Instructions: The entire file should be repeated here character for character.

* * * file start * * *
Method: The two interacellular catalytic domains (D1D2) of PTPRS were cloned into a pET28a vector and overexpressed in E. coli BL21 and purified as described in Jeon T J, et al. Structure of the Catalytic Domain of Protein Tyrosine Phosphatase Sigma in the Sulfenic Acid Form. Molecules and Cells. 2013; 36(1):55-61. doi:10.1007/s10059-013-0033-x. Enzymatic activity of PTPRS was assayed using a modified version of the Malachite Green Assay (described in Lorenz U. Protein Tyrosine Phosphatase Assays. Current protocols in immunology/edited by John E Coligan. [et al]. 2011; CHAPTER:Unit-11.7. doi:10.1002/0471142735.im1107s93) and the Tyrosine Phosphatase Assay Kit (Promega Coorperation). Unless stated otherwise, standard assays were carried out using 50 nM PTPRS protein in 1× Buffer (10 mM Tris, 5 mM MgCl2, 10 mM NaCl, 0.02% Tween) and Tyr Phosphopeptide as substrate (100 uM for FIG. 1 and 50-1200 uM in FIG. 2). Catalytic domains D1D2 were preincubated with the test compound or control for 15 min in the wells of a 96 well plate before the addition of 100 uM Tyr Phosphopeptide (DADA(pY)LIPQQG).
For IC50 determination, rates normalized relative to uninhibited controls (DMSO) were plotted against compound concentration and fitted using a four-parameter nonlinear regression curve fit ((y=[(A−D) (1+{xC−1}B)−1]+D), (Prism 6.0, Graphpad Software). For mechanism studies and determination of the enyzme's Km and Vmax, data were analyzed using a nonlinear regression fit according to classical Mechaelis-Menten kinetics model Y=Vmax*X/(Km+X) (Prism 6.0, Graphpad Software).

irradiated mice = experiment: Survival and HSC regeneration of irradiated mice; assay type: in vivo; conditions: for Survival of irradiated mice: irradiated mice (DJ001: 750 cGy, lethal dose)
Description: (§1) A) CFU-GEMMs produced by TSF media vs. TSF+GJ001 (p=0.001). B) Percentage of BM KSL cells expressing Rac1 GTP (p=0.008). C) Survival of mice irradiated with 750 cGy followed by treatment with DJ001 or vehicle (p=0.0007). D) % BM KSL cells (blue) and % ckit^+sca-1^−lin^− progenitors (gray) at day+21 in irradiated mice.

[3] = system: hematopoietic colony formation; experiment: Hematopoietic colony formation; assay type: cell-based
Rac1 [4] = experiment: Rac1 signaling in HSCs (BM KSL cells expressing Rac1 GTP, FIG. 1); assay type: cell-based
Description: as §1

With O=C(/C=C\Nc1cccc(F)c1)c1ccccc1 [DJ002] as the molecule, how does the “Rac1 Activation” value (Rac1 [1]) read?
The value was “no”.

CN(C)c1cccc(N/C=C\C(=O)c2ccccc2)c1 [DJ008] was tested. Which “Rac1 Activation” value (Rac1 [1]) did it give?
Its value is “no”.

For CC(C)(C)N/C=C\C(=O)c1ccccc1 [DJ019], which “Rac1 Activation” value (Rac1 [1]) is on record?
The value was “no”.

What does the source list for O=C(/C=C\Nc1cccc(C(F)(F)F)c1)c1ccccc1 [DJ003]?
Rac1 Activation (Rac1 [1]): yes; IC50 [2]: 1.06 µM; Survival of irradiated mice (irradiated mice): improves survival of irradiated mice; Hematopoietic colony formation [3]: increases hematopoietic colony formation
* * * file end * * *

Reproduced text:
Method: The two interacellular catalytic domains (D1D2) of PTPRS were cloned into a pET28a vector and overexpressed in E. coli BL21 and purified as described in Jeon T J, et al. Structure of the Catalytic Domain of Protein Tyrosine Phosphatase Sigma in the Sulfenic Acid Form. Molecules and Cells. 2013; 36(1):55-61. doi:10.1007/s10059-013-0033-x. Enzymatic activity of PTPRS was assayed using a modified version of the Malachite Green Assay (described in Lorenz U. Protein Tyrosine Phosphatase Assays. Current protocols in immunology/edited by John E Coligan. [et al]. 2011; CHAPTER:Unit-11.7. doi:10.1002/0471142735.im1107s93) and the Tyrosine Phosphatase Assay Kit (Promega Coorperation). Unless stated otherwise, standard assays were carried out using 50 nM PTPRS protein in 1× Buffer (10 mM Tris, 5 mM MgCl2, 10 mM NaCl, 0.02% Tween) and Tyr Phosphopeptide as substrate (100 uM for FIG. 1 and 50-1200 uM in FIG. 2). Catalytic domains D1D2 were preincubated with the test compound or control for 15 min in the wells of a 96 well plate before the addition of 100 uM Tyr Phosphopeptide (DADA(pY)LIPQQG).
For IC50 determination, rates normalized relative to uninhibited controls (DMSO) were plotted against compound concentration and fitted using a four-parameter nonlinear regression curve fit ((y=[(A−D) (1+{xC−1}B)−1]+D), (Prism 6.0, Graphpad Software). For mechanism studies and determination of the enyzme's Km and Vmax, data were analyzed using a nonlinear regression fit according to classical Mechaelis-Menten kinetics model Y=Vmax*X/(Km+X) (Prism 6.0, Graphpad Software).

irradiated mice = experiment: Survival and HSC regeneration of irradiated mice; assay type: in vivo; conditions: for Survival of irradiated mice: irradiated mice (DJ001: 750 cGy, lethal dose)
Description: (§1) A) CFU-GEMMs produced by TSF media vs. TSF+GJ001 (p=0.001). B) Percentage of BM KSL cells expressing Rac1 GTP (p=0.008). C) Survival of mice irradiated with 750 cGy followed by treatment with DJ001 or vehicle (p=0.0007). D) % BM KSL cells (blue) and % ckit^+sca-1^−lin^− progenitors (gray) at day+21 in irradiated mice.

[3] = system: hematopoietic colony formation; experiment: Hematopoietic colony formation; assay type: cell-based
Rac1 [4] = experiment: Rac1 signaling in HSCs (BM KSL cells expressing Rac1 GTP, FIG. 1); assay type: cell-based
Description: as §1

With O=C(/C=C\Nc1cccc(F)c1)c1ccccc1 [DJ002] as the molecule, how does the “Rac1 Activation” value (Rac1 [1]) read?
The value was “no”.

CN(C)c1cccc(N/C=C\C(=O)c2ccccc2)c1 [DJ008] was tested. Which “Rac1 Activation” value (Rac1 [1]) did it give?
Its value is “no”.

For CC(C)(C)N/C=C\C(=O)c1ccccc1 [DJ019], which “Rac1 Activation” value (Rac1 [1]) is on record?
The value was “no”.

What does the source list for O=C(/C=C\Nc1cccc(C(F)(F)F)c1)c1ccccc1 [DJ003]?
Rac1 Activation (Rac1 [1]): yes; IC50 [2]: 1.06 µM; Survival of irradiated mice (irradiated mice): improves survival of irradiated mice; Hematopoietic colony formation [3]: increases hematopoietic colony formation